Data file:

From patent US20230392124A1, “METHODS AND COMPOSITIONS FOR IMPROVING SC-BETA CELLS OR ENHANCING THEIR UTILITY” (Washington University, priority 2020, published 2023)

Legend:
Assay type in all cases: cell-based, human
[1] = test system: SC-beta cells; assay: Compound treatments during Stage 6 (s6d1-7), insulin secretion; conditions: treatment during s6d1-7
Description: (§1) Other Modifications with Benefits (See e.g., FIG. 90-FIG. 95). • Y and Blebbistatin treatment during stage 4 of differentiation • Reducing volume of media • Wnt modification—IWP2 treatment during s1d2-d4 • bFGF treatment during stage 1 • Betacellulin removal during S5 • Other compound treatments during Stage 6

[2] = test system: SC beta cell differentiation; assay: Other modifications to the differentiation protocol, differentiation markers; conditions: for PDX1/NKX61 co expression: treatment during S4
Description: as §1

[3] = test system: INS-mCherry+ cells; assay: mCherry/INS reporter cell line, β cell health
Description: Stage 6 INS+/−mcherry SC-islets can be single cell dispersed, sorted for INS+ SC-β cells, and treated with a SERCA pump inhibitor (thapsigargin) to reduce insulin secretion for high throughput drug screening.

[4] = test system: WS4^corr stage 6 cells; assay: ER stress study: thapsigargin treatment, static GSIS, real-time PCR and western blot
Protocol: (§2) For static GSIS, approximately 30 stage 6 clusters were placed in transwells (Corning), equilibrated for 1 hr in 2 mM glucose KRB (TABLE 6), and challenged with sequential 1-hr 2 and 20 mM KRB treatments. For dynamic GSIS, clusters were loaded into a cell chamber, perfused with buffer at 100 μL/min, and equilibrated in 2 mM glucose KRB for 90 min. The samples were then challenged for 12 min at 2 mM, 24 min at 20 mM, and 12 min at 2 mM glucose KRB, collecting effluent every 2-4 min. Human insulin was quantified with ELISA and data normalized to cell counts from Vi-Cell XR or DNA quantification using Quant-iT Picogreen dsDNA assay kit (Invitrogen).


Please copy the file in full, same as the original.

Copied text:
From patent US20230392124A1, “METHODS AND COMPOSITIONS FOR IMPROVING SC-BETA CELLS OR ENHANCING THEIR UTILITY” (Washington University, priority 2020, published 2023)

Legend:
Assay type in all cases: cell-based, human
[1] = test system: SC-beta cells; assay: Compound treatments during Stage 6 (s6d1-7), insulin secretion; conditions: treatment during s6d1-7
Description: (§1) Other Modifications with Benefits (See e.g., FIG. 90-FIG. 95). • Y and Blebbistatin treatment during stage 4 of differentiation • Reducing volume of media • Wnt modification—IWP2 treatment during s1d2-d4 • bFGF treatment during stage 1 • Betacellulin removal during S5 • Other compound treatments during Stage 6

[2] = test system: SC beta cell differentiation; assay: Other modifications to the differentiation protocol, differentiation markers; conditions: for PDX1/NKX61 co expression: treatment during S4
Description: as §1

[3] = test system: INS-mCherry+ cells; assay: mCherry/INS reporter cell line, β cell health
Description: Stage 6 INS+/−mcherry SC-islets can be single cell dispersed, sorted for INS+ SC-β cells, and treated with a SERCA pump inhibitor (thapsigargin) to reduce insulin secretion for high throughput drug screening.

[4] = test system: WS4^corr stage 6 cells; assay: ER stress study: thapsigargin treatment, static GSIS, real-time PCR and western blot
Protocol: (§2) For static GSIS, approximately 30 stage 6 clusters were placed in transwells (Corning), equilibrated for 1 hr in 2 mM glucose KRB (TABLE 6), and challenged with sequential 1-hr 2 and 20 mM KRB treatments. For dynamic GSIS, clusters were loaded into a cell chamber, perfused with buffer at 100 μL/min, and equilibrated in 2 mM glucose KRB for 90 min. The samples were then challenged for 12 min at 2 mM, 24 min at 20 mM, and 12 min at 2 mM glucose KRB, collecting effluent every 2-4 min. Human insulin was quantified with ELISA and data normalized to cell counts from Vi-Cell XR or DNA quantification using Quant-iT Picogreen dsDNA assay kit (Invitrogen).